“We need all of the data to begin to understand how salamanders are able to regenerate tissue,” said Voss. “The DOD is interested in sustaining the axolotl for regenerative medicine research given its promise to reveal regenerative repair therapies for finger and hand injuries in battle. That promise is now realised with a complete genome assembly.”
Murawala is particularly excited by the potential for cardiac-related breakthroughs.
“Axolotls are known for their ability to regenerate their hearts,” he told Gizmodo. “One can cut out up to 30 per cent of its heart and they heal their heart without any defects or scarring.”
During their research, Voss and Smith discovered a mutant axolotl who was unable to repair its heart. This led to the identification of a mutation in its tnnt2 gene. The identification of this gene, along with others required for axolotl generation, will in the future allow scientists to identify “regenerative roadblocks in mammals,” in the words of Murawala.
Jessica Whited, an assistant professor at Harvard University’s Department of Stem Cell and Regenerative Biology, described the new work as a “landmark study” that, on its own, is a valuable resource, but also serves as an important proof-of-concept for genetics research into axolotls.
“Here, they have made a physical map that relates many spots in the genome to one another, identifying, for example, which genes reside on the same chromosome and approximately how far apart they lie there,” Whited told Gizmodo. “It is likely that increased resolution will come with further application of these techniques. However, as an axolotl research community, we should all be excited about this current work because it is a resource that we can all use in our biological studies.”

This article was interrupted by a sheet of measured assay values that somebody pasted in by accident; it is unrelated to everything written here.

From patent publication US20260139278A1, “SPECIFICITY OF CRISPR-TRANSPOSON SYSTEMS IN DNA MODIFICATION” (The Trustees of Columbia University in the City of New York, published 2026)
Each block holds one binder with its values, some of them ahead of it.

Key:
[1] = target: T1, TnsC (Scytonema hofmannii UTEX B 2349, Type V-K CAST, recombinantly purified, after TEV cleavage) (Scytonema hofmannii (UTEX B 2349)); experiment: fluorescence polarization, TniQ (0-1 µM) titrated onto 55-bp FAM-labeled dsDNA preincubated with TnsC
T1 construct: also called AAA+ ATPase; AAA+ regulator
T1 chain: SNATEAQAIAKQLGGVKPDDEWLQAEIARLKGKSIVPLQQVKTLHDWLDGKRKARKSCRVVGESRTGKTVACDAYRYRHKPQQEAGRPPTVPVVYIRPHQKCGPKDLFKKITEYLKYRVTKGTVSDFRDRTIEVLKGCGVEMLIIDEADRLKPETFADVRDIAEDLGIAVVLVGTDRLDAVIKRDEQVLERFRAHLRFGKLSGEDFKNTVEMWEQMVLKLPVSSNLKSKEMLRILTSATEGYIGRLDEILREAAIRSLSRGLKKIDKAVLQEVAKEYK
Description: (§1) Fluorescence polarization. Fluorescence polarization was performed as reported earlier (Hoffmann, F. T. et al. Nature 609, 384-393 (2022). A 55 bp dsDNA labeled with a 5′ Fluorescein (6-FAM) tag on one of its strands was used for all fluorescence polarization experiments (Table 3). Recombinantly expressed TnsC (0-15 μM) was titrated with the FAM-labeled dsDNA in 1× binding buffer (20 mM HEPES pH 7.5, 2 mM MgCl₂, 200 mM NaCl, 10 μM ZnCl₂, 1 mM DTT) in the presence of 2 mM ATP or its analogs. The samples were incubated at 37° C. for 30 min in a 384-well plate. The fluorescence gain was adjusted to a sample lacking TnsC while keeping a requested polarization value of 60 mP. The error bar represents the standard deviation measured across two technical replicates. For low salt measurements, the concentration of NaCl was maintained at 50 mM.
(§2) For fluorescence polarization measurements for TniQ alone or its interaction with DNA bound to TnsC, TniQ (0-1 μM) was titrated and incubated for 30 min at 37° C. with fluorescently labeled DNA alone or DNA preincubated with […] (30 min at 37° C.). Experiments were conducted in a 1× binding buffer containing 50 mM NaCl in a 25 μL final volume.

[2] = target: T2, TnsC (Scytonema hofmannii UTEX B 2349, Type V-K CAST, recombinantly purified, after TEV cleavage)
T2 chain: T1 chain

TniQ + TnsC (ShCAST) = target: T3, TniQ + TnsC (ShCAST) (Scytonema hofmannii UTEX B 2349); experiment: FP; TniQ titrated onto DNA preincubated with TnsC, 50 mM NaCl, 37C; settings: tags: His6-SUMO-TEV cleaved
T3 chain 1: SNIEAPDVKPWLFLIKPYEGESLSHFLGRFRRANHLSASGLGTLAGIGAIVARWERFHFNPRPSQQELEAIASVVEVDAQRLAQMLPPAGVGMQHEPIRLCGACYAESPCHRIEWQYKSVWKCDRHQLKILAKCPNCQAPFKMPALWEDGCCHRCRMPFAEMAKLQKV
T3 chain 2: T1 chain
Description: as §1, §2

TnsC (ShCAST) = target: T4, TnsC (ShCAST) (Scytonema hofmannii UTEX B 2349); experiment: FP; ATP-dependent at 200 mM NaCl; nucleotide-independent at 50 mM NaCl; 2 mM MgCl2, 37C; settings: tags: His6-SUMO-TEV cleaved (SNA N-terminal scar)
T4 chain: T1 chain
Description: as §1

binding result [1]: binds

As noted, genome sequencing and assembly is an iterative process, so there’s still work to be done. Building a chromosome level assembly for the axolotl is a major accomplishment, no doubt, but Voss and his colleagues are now looking to the next step, which is to make the assembly even better.
Nature is amazing, and it’s already solved a lot of problems for us. We just have to figure out the nuts-n-bolts of it all. Ultimately, tissue regeneration in humans might not work exactly like it does in salamanders, but if we can harness it in a broad way, it will be a paradigm shift for medicine.